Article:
Festo’s biomimetic robots cannot fly heavy loads around or open door or perform backflips, yet these are still some of the very interesting robots. The company recently showcased a new video of its Bionic Flying Fox. The Flying Fox is inspired from the large fruit bats rather than the quadrupedal vulpine. Festo has created a light central structure which can be carried by the wings and can fly easily. They have used a soft and flexible membrane to form the wings. The membrane is made up of modified elastane material that is similar to a very strong Spandex which is airtight and doesn’t rip.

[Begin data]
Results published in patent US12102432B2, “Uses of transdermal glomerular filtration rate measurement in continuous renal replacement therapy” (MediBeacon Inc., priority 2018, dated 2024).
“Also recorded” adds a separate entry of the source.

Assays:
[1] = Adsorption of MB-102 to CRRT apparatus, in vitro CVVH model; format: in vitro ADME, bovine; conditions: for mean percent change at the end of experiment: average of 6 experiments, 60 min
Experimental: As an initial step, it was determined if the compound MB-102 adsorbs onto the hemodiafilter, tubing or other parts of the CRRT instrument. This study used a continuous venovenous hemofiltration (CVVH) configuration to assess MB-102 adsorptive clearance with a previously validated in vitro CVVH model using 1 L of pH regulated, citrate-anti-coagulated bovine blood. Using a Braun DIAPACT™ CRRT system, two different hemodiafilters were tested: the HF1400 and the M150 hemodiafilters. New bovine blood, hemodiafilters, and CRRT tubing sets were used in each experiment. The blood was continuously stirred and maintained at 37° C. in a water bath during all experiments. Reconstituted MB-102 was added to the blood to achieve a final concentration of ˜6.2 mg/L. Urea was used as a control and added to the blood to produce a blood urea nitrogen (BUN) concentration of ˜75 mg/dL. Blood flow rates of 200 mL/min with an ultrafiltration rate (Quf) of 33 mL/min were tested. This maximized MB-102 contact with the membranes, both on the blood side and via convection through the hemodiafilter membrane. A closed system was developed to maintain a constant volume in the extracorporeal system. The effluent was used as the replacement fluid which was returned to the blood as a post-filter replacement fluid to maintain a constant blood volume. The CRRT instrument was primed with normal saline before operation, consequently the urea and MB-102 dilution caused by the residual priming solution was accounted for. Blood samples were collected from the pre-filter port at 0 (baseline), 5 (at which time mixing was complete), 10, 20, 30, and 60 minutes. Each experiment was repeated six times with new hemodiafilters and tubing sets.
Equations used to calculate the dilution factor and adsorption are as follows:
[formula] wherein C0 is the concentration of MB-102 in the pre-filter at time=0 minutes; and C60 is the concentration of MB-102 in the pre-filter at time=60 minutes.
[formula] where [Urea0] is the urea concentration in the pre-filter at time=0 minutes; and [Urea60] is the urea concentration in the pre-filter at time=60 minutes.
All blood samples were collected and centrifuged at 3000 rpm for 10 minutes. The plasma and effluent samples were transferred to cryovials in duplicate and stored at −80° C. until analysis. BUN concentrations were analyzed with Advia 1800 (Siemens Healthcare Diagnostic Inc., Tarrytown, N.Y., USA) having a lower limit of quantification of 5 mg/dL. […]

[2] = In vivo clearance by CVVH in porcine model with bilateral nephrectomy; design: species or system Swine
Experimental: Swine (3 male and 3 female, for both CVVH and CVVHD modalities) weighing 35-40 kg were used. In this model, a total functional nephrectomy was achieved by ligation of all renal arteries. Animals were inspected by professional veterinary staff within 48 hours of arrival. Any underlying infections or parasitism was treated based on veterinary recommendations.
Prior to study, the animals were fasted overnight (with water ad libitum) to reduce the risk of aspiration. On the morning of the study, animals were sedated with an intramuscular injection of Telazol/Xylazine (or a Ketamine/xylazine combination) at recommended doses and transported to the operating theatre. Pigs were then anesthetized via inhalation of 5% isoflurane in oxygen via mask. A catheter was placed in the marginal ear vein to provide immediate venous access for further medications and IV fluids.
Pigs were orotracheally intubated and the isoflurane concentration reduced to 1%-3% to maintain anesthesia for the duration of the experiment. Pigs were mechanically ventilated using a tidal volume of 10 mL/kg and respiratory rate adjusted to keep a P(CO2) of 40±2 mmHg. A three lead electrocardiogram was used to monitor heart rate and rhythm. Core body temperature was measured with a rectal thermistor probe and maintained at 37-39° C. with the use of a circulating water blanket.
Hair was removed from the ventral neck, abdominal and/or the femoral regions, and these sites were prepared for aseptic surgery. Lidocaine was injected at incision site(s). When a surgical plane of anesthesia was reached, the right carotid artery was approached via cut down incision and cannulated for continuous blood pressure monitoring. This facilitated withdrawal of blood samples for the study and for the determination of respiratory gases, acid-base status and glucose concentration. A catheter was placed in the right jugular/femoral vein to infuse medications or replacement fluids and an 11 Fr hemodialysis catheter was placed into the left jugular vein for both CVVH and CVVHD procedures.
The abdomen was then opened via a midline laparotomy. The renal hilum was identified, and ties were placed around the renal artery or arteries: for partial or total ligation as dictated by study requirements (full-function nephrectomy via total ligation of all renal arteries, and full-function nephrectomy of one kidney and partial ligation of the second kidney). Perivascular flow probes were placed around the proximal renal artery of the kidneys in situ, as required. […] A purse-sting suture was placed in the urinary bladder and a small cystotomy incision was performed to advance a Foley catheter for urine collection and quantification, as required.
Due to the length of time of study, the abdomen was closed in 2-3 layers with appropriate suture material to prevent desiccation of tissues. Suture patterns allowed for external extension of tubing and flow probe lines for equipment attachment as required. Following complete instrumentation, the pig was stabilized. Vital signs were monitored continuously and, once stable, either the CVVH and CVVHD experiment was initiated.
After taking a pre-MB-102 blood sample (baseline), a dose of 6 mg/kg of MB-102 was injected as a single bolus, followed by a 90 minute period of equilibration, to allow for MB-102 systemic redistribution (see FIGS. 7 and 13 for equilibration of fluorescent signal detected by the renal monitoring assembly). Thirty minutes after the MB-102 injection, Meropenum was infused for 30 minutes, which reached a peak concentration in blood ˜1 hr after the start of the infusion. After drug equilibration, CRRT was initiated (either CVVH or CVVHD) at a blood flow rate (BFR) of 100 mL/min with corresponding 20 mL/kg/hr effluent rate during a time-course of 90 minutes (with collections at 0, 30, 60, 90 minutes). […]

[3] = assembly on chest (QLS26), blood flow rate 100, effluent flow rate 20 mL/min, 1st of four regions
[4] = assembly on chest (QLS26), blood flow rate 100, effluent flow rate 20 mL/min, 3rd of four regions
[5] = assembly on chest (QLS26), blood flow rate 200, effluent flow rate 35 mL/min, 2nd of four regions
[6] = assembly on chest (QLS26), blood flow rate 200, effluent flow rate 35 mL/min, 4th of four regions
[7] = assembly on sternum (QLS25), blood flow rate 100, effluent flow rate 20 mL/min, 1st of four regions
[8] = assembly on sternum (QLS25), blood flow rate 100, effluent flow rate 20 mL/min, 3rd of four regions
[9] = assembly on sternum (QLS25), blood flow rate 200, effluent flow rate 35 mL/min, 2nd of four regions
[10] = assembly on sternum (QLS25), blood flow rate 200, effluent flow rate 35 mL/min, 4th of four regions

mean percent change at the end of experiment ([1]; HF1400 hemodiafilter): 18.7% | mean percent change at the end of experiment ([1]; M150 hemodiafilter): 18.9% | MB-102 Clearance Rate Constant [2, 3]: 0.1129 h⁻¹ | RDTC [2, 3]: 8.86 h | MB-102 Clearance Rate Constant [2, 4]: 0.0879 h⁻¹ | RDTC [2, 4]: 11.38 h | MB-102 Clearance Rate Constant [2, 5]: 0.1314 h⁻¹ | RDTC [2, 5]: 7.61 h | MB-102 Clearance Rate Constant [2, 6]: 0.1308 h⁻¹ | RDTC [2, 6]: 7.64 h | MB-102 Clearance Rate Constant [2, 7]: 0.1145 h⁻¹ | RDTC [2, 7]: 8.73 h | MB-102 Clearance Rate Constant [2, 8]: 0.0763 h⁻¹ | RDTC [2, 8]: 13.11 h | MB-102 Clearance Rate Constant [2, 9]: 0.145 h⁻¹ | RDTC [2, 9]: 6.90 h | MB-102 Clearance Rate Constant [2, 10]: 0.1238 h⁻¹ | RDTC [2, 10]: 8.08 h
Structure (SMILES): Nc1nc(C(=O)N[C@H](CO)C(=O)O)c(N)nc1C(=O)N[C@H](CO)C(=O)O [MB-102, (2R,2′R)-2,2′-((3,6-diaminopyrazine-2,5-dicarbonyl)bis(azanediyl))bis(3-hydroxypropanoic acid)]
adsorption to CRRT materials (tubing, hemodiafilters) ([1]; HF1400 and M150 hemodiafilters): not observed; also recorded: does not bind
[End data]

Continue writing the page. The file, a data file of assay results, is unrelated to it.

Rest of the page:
The Festo Flying Fox can also fly semi-autonomously which is made possible by the constant communication with an embedded motion-tracking system. The system has two infrared cameras that sit on top of a pan-tilt unit. The two cameras can easily track the entire flight of the Bionic Flying Fox from the ground. The cameras use four infrared markers which are placed on the robot’s legs and wing tips.
The robot gets ‘smarter’ each time it takes a flight. The images and flight patterns, which are recorded from the robot’s cameras, go to a central master computer which helps machine learning to come up with better flight patterns. The flying can also be checked against the pre-programmed paths. These pre-programmed paths are improved constantly and then sent back to the robot.